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  • Writer's pictureAlixandra Johnson

Is Your Marketing Accessible?

Updated: Oct 11, 2022

The Numbers

Did you know that people with disabilities make up 15% of the global population? Worldwide over 450 million people have severe hearing loss, 300 million people are visually impaired, 200 million people have a cognitive disability, and 18.5 million people have a language disorder. Together those people have $8 trillion of buying power. Are you accidentally excluding them from the conversation?

The People

Technology has changed the lives of everyone, regardless of ability or disability. But assistive technology is not a panacea. For example, in our current online world, screen readers decode published information 61.48% less accurately and require 210.96% more time compared to non-screen-reader users.

Understandably, this can negatively impact emotional response about the brands who are publishing inaccessible content. A survey from PR agency Current Global, found that “an overwhelming 81% [of survey participants] have negative emotions towards brands when communications are not accessible.” Those participants reported feeling frustrated, disappointed, ignored, unhappy and isolated.

Conversely, when a brand published accessible content the response is overwhelmingly positive, leading to a significant rise in brand preference, purchase intent and peer recommendations.

The Solutions

With all of that information in mind, how do communication professionals bridge this gap? The good news: it’s easy!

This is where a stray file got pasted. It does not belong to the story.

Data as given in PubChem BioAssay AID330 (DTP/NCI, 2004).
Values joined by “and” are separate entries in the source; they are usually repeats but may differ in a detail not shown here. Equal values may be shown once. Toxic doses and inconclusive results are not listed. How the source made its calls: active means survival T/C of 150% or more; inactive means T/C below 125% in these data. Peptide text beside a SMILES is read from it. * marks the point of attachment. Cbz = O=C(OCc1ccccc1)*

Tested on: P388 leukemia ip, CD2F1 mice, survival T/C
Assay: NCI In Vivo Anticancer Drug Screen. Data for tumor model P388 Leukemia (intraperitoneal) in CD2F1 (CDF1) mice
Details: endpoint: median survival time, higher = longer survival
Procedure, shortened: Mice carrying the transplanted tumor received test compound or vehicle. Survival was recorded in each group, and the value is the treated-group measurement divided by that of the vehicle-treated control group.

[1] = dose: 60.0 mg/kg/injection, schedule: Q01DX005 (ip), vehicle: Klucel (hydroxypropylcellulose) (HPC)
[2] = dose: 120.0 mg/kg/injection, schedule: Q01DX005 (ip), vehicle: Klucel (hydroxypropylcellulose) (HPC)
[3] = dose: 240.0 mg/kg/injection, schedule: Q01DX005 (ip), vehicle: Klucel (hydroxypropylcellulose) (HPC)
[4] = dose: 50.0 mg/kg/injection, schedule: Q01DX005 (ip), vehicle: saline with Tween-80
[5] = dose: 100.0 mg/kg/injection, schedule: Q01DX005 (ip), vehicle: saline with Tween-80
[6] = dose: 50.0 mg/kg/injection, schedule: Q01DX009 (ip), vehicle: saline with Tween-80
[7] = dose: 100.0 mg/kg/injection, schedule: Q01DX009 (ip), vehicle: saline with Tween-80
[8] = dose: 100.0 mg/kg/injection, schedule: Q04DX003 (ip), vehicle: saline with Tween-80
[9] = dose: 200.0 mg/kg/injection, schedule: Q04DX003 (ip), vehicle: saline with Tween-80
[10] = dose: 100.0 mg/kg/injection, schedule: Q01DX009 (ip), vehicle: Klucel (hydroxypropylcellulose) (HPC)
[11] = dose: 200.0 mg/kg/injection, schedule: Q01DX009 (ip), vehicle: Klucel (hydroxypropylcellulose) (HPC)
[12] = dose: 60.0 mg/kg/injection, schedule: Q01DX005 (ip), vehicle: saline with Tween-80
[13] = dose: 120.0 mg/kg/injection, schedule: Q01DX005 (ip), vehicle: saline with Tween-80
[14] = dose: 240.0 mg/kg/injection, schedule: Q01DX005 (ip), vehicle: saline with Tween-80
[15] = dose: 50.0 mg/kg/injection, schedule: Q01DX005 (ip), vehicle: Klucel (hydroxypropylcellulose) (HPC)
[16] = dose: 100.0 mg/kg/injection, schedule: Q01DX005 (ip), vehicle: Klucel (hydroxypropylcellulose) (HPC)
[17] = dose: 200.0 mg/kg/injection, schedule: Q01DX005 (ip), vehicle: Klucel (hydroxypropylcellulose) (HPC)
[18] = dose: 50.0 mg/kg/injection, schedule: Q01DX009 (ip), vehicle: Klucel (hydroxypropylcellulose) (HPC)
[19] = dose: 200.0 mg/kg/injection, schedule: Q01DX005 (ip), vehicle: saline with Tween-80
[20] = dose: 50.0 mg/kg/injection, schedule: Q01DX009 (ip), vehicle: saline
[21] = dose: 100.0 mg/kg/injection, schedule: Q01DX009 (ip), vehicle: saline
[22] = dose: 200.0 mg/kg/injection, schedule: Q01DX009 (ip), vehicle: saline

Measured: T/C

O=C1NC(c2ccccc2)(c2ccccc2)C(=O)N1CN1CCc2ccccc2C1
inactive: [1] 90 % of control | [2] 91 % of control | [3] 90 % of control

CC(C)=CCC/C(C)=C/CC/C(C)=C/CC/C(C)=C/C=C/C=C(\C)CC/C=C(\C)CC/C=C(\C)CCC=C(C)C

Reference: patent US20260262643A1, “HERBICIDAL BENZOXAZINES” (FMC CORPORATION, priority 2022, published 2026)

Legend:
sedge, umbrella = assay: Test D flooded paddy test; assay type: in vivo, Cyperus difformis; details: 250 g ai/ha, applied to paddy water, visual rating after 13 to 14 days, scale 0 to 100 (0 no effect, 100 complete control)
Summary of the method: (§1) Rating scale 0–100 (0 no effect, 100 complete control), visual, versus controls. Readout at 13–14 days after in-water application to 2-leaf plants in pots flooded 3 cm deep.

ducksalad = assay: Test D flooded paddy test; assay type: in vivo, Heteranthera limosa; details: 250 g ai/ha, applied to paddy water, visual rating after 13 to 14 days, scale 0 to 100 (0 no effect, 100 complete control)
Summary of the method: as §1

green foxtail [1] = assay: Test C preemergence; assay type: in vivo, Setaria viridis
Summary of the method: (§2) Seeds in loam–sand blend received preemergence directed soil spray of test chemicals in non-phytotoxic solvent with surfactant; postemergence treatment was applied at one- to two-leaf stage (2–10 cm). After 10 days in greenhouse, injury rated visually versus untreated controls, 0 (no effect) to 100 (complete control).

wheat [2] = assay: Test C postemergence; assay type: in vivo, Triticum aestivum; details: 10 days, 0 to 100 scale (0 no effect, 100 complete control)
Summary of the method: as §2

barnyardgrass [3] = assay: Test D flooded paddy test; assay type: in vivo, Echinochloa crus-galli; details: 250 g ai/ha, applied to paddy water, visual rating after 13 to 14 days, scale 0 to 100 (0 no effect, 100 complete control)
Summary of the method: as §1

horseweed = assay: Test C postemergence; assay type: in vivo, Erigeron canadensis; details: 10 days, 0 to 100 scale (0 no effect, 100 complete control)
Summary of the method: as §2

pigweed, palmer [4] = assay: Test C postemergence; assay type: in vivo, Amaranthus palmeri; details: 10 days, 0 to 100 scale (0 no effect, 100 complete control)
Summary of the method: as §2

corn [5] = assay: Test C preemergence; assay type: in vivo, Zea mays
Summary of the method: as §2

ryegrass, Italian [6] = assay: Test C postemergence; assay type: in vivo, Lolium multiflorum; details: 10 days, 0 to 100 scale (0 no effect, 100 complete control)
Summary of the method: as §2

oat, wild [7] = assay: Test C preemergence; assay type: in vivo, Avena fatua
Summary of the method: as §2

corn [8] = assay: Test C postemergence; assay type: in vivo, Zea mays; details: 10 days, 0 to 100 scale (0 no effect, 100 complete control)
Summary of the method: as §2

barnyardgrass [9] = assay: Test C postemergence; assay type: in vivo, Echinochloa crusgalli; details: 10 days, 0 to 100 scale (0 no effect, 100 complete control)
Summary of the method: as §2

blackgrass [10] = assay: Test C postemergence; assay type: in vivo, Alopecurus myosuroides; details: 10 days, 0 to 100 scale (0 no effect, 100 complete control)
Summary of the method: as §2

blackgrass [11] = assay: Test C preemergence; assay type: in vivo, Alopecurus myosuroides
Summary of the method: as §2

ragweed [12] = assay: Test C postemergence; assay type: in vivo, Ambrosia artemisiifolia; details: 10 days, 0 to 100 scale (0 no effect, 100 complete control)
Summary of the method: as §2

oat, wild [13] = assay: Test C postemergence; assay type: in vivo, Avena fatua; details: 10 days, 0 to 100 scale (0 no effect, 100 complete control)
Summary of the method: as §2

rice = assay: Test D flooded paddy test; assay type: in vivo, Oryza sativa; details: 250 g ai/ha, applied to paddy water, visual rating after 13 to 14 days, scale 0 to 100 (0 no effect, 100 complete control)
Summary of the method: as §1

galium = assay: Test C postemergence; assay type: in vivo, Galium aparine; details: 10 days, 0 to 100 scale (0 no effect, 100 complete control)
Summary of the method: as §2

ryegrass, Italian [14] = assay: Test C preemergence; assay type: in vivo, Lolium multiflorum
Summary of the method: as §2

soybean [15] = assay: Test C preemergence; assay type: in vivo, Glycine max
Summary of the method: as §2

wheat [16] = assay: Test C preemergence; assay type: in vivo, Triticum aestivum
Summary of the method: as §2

• Alt text image descriptions allow screen reading software to convey images as speech. Ensure Alt text is included on all meaningful images and is accurate and descriptive.

  • Use contrasting color and avoid using color alone to convey information.

  • Include images of people with disabilities in your communications.


  • Add transcripts to your communication plan. Transcripts are separate documents which include all of the dialogue, audio description, and visual description.

  • Include closed captions on all video. Closed captions should include both dialogue and description of meaningful audio.

  • Audio description is a second audio track which describes what is happening visually throughout the video.


  • Use font that is size 12 or larger.

  • Use highly contrasting colors.

  • Write in an active voice with simple, plain, concise language.

These are just some of the simple changes that can be added to your marketing communications. But accessibility doesn’t need to stop there. Current global is challenging communications professionals to make accessibility a habit with a 21 day challenge. Check it out:

  1. Practice your self-description

  2. Make hashtags accessible

  3. Master alternative text

  4. Avoid acronyms and unnecessary jargon

  5. Meet the Microsoft accessibility checker

  6. Write accessible email communications

  7. Organize documents with headings

  8. Add meaningful hyperlinks

  9. Revisit alternative text

  10. Create accessible PDF's from Word Documents

  11. Use color contrast in PowerPoint

  12. Design slides with accessible reading order

  13. Punctuate to improve PowerPoint readability

  14. Maker PowerPoint charts accessible

  15. Create accessible Excel spreadsheets

  16. Add transcripts to videos

  17. Use closed captions on social media

  18. Add audio description to videos

  19. Create accessible tutorials

  20. Host accessible video calls

  21. Share a fully accessible social post

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